Hanus can be seen as Wilson the Volleyball (from Cast Away) in Jakub’s life. The spaceman already knew what was right and wrong, but he wanted a punching bag to throw his ideas at so that he could see them more clearly. The way The Creature entered Jakub’s life and all the reasons he gave for approaching him weren’t just vague but also random. Jakub’s mind played tricks on him, where it wanted him to accept that The Creature was real and he could share his life’s dilemma with it, something no one else was interested in in the outer space. It could be speculated that Jakub sabotaged the surveillance camera himself on the space shuttle so that mission operators keeping an eye on him 24/7 wouldn’t brand him as a heretic. Kalfar used a line in his book that Bohemia had been considered a nation of heretics, which actually resonated with Jakub’s plight. Furthermore, he later sabotaged the microphones and communication devices so that operators like Peter wouldn’t be able to hear his conversation with Hanus.

In reality, Jakub was just talking to himself because he had no one else to talk to. He wanted someone to hear his conflict with his father, who was burned alive in their ancestral home, because of which he was never able to confront him for the crimes he had committed. Additionally, Jakub wanted to ask himself why he would leave Lenka behind every time she needed him the most, especially when he had promised to be with her through thick and thin. Hanus only appeared when Lenka decided to cut off all ties with Jakub and stopped talking to him, which made him reflect on his behavior so far and how he had been ignorant of her needs. Jakub wanted to become a hero for the nation so as to wash away his father’s sins, but in the process, he was slowly losing what he already had. Hanus reminded him of all the moments he shared with his loved one in order to remind him of the beginning of his love story. We often feel the warmth of the love running through our veins during the beginning, or what the book calls “The Big Bang.” But when things get hard or responsibilities knock us down, we run away from the same feelings. 

Hanus often brought up a term called Gorompeds, which destroyed its entire tribe. It could mean a lot of things, but the Spaceman film portrayed them as small flesh-eating worms. It could mean that Gorompeds were nothing but our own inner thoughts and demons that one day consumed our existence because we refused to face them. Additionally, Hanus loved the Nutella because it was nothing but an extension of Jakub’s mind, who shared the same thoughts but from a different perspective. And last but not least, Hanus’ code of the universe, “body must not be violated,” had much more meaning in the book than in the film because we never got to see our favorite Shoe Man. But in regards to the Spaceman film, maybe those words were spoken for Lenka, who, being a mother, had to carry a child, while Jakub, being a narcissistic husband, shied away from his responsibilities and violated Lenka’s body and mind by not being there when she needed him the most.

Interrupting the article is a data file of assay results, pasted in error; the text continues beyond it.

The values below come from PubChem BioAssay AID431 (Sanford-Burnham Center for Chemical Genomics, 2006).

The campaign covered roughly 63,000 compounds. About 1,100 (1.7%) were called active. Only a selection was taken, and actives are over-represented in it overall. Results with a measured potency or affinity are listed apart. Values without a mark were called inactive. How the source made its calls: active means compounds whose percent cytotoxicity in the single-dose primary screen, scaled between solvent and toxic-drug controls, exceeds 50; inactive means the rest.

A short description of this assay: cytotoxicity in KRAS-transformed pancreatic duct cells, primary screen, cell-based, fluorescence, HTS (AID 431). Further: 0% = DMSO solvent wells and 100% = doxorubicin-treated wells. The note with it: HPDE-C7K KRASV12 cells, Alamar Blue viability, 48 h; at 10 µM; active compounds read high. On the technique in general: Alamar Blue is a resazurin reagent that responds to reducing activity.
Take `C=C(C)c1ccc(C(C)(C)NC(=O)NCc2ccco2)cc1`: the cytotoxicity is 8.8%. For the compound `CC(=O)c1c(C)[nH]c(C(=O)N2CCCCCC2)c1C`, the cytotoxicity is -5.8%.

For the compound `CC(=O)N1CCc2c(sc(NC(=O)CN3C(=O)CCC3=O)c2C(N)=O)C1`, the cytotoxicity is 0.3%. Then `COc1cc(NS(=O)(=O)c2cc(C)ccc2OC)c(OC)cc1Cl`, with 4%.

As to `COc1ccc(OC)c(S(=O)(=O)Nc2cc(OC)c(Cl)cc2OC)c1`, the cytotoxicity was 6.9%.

So at the end of the day, what was Hanus’s purpose? It was just to make Jakub realize the mistakes he had committed in the past that had ruined his marriage, and, therefore, he needed to start over and sort things out. It was to make him realize that a man often designs his own doom, but it is never too late to make amends. And we can change our lives for the better only if we have the courage to face our demons and talk about them. Jakub needed to change his outlook on life and deliver the love that Lenka deserved. Instead of running away, Jakub needed to be there with Lenka and not leave her side again, no matter what happened. It was to make Jakub think that his father might have left a scar on his mind and soul, but Lenka shouldn’t bear the burden of it. She loved a man who was ambitious and passionate. She wanted Jakub to prove his love to her, not his worth to the world. But even though the couple never ended up together in the book, the Spaceman film did give us some hope.

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Shikhar Agrawal
Shikhar Agrawal
I am an Onstage Dramatist and a Screenwriter. I have been working in the Indian Film Industry for the past 12 years, writing dialogues for various films and television shows.